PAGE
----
Activists have warned that the increasing hostility towards the Syrian refugees in Lebanon and the incitement of hatred against them by politicians loyal to Hezbollah and the Assad regime are to blame for the escalating attacks on Syrian refugees in Lebanon.
“An attack which forced hundreds of Syrian refugees to leave Deir al-Ahmar, an informal camp in the Bekaa valley, last week is a clear example of the escalating hostility which is driving many refugees to leave Lebanon and return to Syria despite ongoing violations of international humanitarian law there,” Amnesty International said on Wednesday.
Amnesty also said that since July 2018, the Lebanese authorities have been arranging returns of refugees to Syria through a combination of restrictive government policies, dire humanitarian conditions and rampant discrimination.
The organization has researched how unlawful evictions, curfews, constant raids on refugee camps and mass arrests are making life unbearable for many refugees in Lebanon, forcing many to return to Syria despite the ongoing dangers.
“Life for many Syrian refugees in Lebanon is marked by fear, constant intimidation and feelings of hopelessness. Despite the Lebanese government’s claims that returns to Syria are voluntary, incidents like the attack on Deir al-Ahmar show that life is becoming intolerable for refugees, leaving many with no choice but to return to Syria,” said Lynn Maalouf, Amnesty International’s Middle East Research Director.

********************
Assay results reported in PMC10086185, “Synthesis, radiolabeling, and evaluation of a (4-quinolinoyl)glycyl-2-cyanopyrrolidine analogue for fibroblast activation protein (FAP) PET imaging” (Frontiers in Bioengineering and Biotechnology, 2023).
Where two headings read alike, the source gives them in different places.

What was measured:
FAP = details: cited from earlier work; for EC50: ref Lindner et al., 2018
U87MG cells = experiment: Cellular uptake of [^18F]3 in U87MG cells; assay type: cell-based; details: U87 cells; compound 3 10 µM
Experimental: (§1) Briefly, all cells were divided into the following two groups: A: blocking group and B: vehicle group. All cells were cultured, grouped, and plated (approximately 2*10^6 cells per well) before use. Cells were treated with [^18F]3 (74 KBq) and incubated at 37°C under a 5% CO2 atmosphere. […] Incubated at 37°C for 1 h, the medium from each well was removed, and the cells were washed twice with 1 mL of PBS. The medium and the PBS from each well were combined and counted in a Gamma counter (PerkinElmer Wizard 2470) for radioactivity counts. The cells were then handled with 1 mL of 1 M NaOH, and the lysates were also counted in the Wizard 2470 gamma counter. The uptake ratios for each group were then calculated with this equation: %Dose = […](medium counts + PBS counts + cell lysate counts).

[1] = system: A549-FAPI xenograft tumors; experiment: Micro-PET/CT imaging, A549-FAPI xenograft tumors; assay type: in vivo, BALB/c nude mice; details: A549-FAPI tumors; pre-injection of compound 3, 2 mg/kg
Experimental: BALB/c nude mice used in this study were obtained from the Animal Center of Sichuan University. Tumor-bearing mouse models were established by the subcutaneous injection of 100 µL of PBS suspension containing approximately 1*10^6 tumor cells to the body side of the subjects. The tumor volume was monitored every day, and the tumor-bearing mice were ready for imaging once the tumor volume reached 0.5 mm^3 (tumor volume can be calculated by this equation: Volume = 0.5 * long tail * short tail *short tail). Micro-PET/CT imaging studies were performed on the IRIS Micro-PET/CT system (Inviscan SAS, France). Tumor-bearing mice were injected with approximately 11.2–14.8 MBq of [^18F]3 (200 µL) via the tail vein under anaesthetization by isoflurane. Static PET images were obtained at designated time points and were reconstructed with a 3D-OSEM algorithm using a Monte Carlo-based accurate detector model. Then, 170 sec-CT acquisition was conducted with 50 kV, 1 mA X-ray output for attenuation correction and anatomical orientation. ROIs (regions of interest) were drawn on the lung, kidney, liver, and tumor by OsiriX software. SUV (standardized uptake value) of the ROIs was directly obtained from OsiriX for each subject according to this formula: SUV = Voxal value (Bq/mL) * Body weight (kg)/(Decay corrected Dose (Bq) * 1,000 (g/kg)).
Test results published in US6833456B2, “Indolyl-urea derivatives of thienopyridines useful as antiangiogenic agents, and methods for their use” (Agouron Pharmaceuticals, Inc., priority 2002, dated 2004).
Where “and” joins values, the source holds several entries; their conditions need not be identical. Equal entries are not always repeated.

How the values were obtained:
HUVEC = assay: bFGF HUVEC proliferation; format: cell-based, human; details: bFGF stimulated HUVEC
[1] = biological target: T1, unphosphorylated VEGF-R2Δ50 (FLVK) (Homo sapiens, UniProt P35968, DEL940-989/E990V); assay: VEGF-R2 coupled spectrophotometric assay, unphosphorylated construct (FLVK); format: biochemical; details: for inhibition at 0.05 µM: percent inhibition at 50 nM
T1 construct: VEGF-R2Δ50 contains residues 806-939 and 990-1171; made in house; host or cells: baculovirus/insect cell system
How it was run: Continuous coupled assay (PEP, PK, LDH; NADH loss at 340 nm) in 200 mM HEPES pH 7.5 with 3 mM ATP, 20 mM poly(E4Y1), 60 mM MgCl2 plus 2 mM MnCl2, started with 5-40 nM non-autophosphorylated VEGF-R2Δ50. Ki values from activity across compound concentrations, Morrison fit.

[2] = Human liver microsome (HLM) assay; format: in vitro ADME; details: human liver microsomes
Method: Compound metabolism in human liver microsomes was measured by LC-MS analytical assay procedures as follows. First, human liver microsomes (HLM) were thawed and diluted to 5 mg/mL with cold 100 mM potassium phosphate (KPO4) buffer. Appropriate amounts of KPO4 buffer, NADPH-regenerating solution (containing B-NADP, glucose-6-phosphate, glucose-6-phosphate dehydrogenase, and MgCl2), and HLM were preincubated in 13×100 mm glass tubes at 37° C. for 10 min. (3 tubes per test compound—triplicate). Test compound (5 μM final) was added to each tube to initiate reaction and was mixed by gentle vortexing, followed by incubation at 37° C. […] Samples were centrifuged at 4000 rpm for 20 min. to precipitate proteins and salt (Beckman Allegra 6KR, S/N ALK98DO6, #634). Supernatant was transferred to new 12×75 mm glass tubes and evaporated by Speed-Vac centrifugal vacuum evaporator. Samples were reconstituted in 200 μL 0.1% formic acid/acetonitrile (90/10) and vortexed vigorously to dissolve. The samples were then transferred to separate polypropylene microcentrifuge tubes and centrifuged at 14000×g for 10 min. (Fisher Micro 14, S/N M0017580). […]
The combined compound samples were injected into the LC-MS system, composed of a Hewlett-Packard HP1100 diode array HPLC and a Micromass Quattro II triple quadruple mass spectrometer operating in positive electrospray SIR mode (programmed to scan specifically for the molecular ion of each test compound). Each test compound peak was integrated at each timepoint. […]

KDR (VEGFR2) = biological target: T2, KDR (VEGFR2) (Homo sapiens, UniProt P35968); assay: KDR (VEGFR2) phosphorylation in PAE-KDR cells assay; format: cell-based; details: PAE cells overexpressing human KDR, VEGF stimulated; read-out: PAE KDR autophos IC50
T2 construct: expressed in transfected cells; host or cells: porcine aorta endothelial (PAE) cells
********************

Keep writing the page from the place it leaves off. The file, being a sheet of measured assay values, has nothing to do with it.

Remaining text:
“By failing to ensure refugees are protected from attacks, harassment or intimidation and imposing unfair and restrictive policies that make their lives more difficult, the Lebanese authorities are fuelling an environment that effectively coerces refugees to return to Syria, where they could be at risk of interrogation on arrival, torture, enforced disappearance and other violations and abuses,” said Lynn Maalouf.
This means that the Lebanese authorities are in breach of their obligation not to return refugees to a place where they would be at real risk of persecution or other serious human rights violations (the obligation of non-refoulement), as they are imposing on them conditions that effectively force them to leave Lebanon.
“The Lebanese government must urgently eliminate any coercive factors such as refugees’ inability to obtain official residency papers and other restrictions or stop returns of refugees to Syria altogether. For its part the international community must provide sufficient funding and resources, resettle refugees, and press the Lebanese authorities not to return refugees to Syria until it is clear that the situation there is safe and that the rights of returnees will be protected,” said Lynn Maalouf.
Meanwhile, the Head of the Syrian Coalition’s Department of the Refugee Affairs, Amal Sheikho, on Wednesday said that the promulgation of hate speech by some Lebanese officials, including most notably Foreign Minister Gebran Bassil, is largely to blame for the crimes being committed against Syrian refugees in Lebanon. She stressed the need to put an end to the racist speech against refugees and to respect the International Law. (Source: Syrian Coalition’s Media Department)